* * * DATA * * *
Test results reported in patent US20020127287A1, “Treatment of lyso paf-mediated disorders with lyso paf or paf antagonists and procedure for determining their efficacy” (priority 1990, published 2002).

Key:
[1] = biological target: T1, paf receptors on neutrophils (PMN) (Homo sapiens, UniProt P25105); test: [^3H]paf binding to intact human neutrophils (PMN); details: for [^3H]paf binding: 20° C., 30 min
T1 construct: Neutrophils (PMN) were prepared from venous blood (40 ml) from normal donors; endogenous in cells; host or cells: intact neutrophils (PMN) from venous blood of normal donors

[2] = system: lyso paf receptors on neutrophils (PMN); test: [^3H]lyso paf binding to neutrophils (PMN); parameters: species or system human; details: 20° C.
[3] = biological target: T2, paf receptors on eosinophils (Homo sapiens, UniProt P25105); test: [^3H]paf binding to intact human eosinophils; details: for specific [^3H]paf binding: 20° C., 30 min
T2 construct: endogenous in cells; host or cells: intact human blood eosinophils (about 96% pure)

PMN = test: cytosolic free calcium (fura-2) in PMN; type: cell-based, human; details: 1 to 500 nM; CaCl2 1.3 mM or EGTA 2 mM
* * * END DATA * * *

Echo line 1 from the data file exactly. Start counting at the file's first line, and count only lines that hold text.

Test results reported in patent US20020127287A1, “Treatment of lyso paf-mediated disorders with lyso paf or paf antagonists and procedure for determining their efficacy” (priority 1990, published 2002).